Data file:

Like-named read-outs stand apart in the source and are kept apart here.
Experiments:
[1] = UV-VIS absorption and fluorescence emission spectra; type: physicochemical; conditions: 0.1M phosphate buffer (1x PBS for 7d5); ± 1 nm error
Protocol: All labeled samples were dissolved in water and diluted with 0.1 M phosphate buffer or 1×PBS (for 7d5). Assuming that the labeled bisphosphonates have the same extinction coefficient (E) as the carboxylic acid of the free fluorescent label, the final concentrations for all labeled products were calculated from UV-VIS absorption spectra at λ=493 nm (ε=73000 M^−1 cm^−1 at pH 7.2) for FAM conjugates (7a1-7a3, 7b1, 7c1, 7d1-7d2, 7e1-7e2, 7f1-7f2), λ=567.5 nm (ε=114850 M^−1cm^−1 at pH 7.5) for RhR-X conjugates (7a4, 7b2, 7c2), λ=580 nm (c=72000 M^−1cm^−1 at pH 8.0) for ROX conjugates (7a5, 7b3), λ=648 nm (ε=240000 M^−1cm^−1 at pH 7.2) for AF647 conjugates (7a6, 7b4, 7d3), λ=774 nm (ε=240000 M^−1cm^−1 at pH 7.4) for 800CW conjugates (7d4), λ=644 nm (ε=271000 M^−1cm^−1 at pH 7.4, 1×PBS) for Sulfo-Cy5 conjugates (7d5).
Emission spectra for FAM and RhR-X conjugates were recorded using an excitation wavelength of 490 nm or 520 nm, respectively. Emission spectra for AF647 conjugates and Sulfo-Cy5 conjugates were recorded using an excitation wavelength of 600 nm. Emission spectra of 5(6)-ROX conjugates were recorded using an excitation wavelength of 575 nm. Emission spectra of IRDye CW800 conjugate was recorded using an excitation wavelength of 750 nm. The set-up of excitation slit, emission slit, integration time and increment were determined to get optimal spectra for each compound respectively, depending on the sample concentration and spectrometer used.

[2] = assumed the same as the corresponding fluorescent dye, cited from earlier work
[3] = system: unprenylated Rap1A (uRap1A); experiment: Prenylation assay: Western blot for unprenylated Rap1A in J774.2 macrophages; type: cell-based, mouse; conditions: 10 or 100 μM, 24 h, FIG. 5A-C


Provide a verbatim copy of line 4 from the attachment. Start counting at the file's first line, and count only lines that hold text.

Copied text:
Protocol: All labeled samples were dissolved in water and diluted with 0.1 M phosphate buffer or 1×PBS (for 7d5). Assuming that the labeled bisphosphonates have the same extinction coefficient (E) as the carboxylic acid of the free fluorescent label, the final concentrations for all labeled products were calculated from UV-VIS absorption spectra at λ=493 nm (ε=73000 M^−1 cm^−1 at pH 7.2) for FAM conjugates (7a1-7a3, 7b1, 7c1, 7d1-7d2, 7e1-7e2, 7f1-7f2), λ=567.5 nm (ε=114850 M^−1cm^−1 at pH 7.5) for RhR-X conjugates (7a4, 7b2, 7c2), λ=580 nm (c=72000 M^−1cm^−1 at pH 8.0) for ROX conjugates (7a5, 7b3), λ=648 nm (ε=240000 M^−1cm^−1 at pH 7.2) for AF647 conjugates (7a6, 7b4, 7d3), λ=774 nm (ε=240000 M^−1cm^−1 at pH 7.4) for 800CW conjugates (7d4), λ=644 nm (ε=271000 M^−1cm^−1 at pH 7.4, 1×PBS) for Sulfo-Cy5 conjugates (7d5).